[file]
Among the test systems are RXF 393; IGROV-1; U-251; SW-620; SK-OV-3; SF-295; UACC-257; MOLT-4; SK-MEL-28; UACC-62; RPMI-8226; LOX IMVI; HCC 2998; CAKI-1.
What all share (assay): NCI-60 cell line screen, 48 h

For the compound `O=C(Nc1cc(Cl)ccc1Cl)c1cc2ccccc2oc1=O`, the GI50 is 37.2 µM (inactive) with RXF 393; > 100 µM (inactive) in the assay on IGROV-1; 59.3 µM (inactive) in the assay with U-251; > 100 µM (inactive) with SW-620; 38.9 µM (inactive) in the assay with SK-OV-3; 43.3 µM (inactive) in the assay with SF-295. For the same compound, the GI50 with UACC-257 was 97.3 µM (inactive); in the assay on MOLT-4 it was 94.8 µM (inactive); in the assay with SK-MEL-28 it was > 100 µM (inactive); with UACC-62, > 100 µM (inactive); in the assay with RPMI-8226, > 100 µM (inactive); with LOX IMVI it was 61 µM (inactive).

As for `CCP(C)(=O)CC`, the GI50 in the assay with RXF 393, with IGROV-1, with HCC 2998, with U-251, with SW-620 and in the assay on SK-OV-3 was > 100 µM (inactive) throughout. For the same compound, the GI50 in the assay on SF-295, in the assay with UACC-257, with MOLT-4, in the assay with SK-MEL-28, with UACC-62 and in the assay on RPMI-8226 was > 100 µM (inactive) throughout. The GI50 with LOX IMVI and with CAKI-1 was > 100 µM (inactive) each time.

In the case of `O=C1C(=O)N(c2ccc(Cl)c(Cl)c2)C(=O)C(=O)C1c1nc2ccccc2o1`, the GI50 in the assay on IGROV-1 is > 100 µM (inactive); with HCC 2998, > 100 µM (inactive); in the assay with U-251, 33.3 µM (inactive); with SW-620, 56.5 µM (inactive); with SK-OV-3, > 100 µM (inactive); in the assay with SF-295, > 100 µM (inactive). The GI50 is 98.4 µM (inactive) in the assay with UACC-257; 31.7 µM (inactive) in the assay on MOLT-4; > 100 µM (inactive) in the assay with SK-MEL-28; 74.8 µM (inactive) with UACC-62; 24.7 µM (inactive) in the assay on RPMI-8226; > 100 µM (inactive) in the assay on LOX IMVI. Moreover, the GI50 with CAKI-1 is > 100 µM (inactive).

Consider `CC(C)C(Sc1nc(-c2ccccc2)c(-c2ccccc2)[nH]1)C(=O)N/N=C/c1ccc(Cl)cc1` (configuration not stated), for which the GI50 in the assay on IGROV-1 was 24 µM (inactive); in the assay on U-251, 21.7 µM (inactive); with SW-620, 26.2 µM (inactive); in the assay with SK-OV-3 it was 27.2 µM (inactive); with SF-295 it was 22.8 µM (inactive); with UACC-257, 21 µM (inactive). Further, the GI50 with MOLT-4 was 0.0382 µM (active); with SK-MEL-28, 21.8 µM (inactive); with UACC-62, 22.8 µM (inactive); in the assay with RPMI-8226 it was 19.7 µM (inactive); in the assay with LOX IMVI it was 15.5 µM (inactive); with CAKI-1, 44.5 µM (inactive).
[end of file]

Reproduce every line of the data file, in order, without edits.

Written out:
Among the test systems are RXF 393; IGROV-1; U-251; SW-620; SK-OV-3; SF-295; UACC-257; MOLT-4; SK-MEL-28; UACC-62; RPMI-8226; LOX IMVI; HCC 2998; CAKI-1.
What all share (assay): NCI-60 cell line screen, 48 h

For the compound `O=C(Nc1cc(Cl)ccc1Cl)c1cc2ccccc2oc1=O`, the GI50 is 37.2 µM (inactive) with RXF 393; > 100 µM (inactive) in the assay on IGROV-1; 59.3 µM (inactive) in the assay with U-251; > 100 µM (inactive) with SW-620; 38.9 µM (inactive) in the assay with SK-OV-3; 43.3 µM (inactive) in the assay with SF-295. For the same compound, the GI50 with UACC-257 was 97.3 µM (inactive); in the assay on MOLT-4 it was 94.8 µM (inactive); in the assay with SK-MEL-28 it was > 100 µM (inactive); with UACC-62, > 100 µM (inactive); in the assay with RPMI-8226, > 100 µM (inactive); with LOX IMVI it was 61 µM (inactive).

As for `CCP(C)(=O)CC`, the GI50 in the assay with RXF 393, with IGROV-1, with HCC 2998, with U-251, with SW-620 and in the assay on SK-OV-3 was > 100 µM (inactive) throughout. For the same compound, the GI50 in the assay on SF-295, in the assay with UACC-257, with MOLT-4, in the assay with SK-MEL-28, with UACC-62 and in the assay on RPMI-8226 was > 100 µM (inactive) throughout. The GI50 with LOX IMVI and with CAKI-1 was > 100 µM (inactive) each time.

In the case of `O=C1C(=O)N(c2ccc(Cl)c(Cl)c2)C(=O)C(=O)C1c1nc2ccccc2o1`, the GI50 in the assay on IGROV-1 is > 100 µM (inactive); with HCC 2998, > 100 µM (inactive); in the assay with U-251, 33.3 µM (inactive); with SW-620, 56.5 µM (inactive); with SK-OV-3, > 100 µM (inactive); in the assay with SF-295, > 100 µM (inactive). The GI50 is 98.4 µM (inactive) in the assay with UACC-257; 31.7 µM (inactive) in the assay on MOLT-4; > 100 µM (inactive) in the assay with SK-MEL-28; 74.8 µM (inactive) with UACC-62; 24.7 µM (inactive) in the assay on RPMI-8226; > 100 µM (inactive) in the assay on LOX IMVI. Moreover, the GI50 with CAKI-1 is > 100 µM (inactive).

Consider `CC(C)C(Sc1nc(-c2ccccc2)c(-c2ccccc2)[nH]1)C(=O)N/N=C/c1ccc(Cl)cc1` (configuration not stated), for which the GI50 in the assay on IGROV-1 was 24 µM (inactive); in the assay on U-251, 21.7 µM (inactive); with SW-620, 26.2 µM (inactive); in the assay with SK-OV-3 it was 27.2 µM (inactive); with SF-295 it was 22.8 µM (inactive); with UACC-257, 21 µM (inactive). Further, the GI50 with MOLT-4 was 0.0382 µM (active); with SK-MEL-28, 21.8 µM (inactive); with UACC-62, 22.8 µM (inactive); in the assay with RPMI-8226 it was 19.7 µM (inactive); in the assay with LOX IMVI it was 15.5 µM (inactive); with CAKI-1, 44.5 µM (inactive).